6 Programs This Fall for Classical Music Lovers
Monday, September 12, 2016 - 12:00 AM
There will be many opportunities at a wide variety of institutions across New York City in the upcoming season to attend lectures that can broaden your understanding and appreciation of classical music. Here are some of our favorites:
Works & Process at the Guggenheim Museum, since 1984 has championed new works and provided access to leading creators and performers. Upcoming programs will focus on a new opera, co-commissioned by the Houston Grand Opera and San Francisco Opera, based on the film It’s a Wonderul Life, and a new Metropolitan Opera production of Kaija Saariaho’s L’Amour de Loin, among others.
The Aspect Foundation for Music & Arts will present its first concert series in New York since the organization launched in London in June 2011. Its first event, on Oct. 5 at the Italian Academy, will link Bach and Mozart via a common thread — amateur composer and diplomat Baron Gottfried van Swieten, who invited Mozart to concerts featuring works by Bach in late 18th century Vienna.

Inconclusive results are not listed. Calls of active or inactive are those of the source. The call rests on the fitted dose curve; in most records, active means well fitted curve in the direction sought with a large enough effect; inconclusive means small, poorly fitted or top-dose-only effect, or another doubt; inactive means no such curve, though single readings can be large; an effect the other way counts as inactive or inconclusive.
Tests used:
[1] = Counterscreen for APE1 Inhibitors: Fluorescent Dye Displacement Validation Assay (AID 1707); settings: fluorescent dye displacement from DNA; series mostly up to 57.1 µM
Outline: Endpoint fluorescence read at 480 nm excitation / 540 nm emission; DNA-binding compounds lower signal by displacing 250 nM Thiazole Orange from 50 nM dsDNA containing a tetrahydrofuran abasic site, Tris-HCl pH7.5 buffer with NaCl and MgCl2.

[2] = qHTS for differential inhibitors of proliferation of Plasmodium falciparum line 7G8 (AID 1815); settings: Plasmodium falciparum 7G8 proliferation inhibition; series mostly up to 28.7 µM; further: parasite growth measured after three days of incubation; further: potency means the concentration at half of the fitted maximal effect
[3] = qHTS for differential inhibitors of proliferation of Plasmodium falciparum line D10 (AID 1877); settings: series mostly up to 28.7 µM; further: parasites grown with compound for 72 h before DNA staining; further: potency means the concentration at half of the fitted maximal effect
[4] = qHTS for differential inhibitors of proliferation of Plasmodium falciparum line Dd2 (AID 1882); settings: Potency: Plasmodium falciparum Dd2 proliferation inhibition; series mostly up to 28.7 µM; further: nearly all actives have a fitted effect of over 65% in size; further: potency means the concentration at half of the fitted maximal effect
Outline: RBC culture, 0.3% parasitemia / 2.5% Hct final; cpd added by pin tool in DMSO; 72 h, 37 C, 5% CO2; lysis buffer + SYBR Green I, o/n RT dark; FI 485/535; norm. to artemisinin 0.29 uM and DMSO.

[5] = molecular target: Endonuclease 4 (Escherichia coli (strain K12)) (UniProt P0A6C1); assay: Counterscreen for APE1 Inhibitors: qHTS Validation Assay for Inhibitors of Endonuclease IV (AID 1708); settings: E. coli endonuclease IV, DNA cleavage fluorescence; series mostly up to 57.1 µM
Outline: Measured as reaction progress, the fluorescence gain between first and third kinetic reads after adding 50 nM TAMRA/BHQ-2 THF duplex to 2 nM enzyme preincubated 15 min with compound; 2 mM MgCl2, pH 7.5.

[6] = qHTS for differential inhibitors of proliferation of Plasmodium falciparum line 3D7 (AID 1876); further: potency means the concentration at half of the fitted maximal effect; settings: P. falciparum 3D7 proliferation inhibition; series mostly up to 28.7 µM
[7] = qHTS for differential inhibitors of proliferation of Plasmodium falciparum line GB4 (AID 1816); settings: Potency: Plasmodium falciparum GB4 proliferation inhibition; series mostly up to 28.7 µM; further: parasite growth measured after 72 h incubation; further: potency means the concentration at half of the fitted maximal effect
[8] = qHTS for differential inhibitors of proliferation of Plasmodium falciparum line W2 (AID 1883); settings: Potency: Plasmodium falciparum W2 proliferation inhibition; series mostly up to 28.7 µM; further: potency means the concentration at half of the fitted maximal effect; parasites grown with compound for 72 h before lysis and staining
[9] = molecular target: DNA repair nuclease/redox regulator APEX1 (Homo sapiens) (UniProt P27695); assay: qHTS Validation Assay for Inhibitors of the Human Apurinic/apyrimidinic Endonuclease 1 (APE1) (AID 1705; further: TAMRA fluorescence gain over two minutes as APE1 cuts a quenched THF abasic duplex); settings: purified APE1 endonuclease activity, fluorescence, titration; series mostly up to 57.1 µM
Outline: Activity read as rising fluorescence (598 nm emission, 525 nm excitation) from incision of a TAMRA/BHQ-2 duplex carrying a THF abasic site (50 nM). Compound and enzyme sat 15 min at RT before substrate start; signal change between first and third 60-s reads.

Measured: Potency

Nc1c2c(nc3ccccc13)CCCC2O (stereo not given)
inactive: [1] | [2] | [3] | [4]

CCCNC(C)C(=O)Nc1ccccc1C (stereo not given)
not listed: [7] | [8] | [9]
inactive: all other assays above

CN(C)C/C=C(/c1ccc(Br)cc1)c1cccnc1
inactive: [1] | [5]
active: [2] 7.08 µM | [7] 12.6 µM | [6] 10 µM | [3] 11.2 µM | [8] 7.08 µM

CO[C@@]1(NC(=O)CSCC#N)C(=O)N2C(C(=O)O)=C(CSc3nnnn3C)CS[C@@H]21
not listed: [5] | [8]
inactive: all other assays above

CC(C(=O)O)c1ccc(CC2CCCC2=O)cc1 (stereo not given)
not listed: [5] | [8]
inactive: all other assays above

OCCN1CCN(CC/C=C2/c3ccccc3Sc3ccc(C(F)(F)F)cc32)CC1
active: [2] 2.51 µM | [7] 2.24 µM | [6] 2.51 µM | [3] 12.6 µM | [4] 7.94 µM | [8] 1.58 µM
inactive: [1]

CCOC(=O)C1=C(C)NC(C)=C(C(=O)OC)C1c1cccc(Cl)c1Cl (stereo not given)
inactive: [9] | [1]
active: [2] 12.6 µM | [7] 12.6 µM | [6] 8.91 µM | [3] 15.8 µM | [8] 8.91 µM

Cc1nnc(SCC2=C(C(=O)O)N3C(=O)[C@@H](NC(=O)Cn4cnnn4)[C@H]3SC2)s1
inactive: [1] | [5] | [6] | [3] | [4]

Ludovico Einaudi, the alt-classical composer-pianist, will appear in a concert at the NYU Skirball Center for the Performing Arts on Oct. 18, celebrating the release of his latest album, Elements. This will be preceded by a pre-performance educational event with Einaudi and students from the NYU Steinhardt School of Culture, Education and Human Development.
The 92nd Street Y in Manhattan, a legendary presenter of classical music programs, also regularly offers a wide variety of talks and classes complementing its concerts. This season includes tutorials on Bach's inventions and cello suites, Mozart's music for the piano, Rachmaninoff's Music for an Exhibition and more. Benjamin Verdery, the chair of the Yale University guitar department, also gives preconcert talks prior to his "Art of the Guitar" events.
The New York Botanical Garden in the Bronx will offer a cross-genre “Winter Harmonies” concert on Dec. 18, featuring the Cassatt String Quartet and visual artist Rebecca Allan, who will create a "live painting" inspired by the musical performance. A post-concert Q&A will offer insight into the practices of Allen and the musicians.
This season, the New York Public Library for the Performing Arts launches a new series of concerts, called "Encounters," that promises to bring audiences even closer to the work of great composers. Focusing on Brahms, the events will give audiences the opportunity to view manuscripts of the composer’s works, hear performances of those works by the New York Classical Players and participate in a conversation with the musicians.